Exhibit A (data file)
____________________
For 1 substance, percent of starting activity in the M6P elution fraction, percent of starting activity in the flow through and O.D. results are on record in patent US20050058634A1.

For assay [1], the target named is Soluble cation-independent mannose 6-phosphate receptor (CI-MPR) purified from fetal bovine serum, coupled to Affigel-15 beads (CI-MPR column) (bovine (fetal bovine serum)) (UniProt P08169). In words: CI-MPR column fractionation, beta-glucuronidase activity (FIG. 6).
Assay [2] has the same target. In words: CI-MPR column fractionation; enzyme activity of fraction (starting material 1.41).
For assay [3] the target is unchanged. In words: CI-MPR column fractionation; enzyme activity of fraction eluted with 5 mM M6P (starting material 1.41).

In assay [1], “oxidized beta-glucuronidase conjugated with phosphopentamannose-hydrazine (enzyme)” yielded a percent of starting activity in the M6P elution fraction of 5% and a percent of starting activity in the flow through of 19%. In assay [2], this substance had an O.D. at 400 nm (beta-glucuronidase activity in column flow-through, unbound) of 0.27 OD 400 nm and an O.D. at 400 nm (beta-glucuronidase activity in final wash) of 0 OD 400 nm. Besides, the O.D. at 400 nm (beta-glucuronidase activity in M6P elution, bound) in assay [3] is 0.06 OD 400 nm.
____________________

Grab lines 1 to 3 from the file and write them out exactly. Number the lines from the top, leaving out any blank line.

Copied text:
For 1 substance, percent of starting activity in the M6P elution fraction, percent of starting activity in the flow through and O.D. results are on record in patent US20050058634A1.

For assay [1], the target named is Soluble cation-independent mannose 6-phosphate receptor (CI-MPR) purified from fetal bovine serum, coupled to Affigel-15 beads (CI-MPR column) (bovine (fetal bovine serum)) (UniProt P08169). In words: CI-MPR column fractionation, beta-glucuronidase activity (FIG. 6).
Assay [2] has the same target. In words: CI-MPR column fractionation; enzyme activity of fraction (starting material 1.41).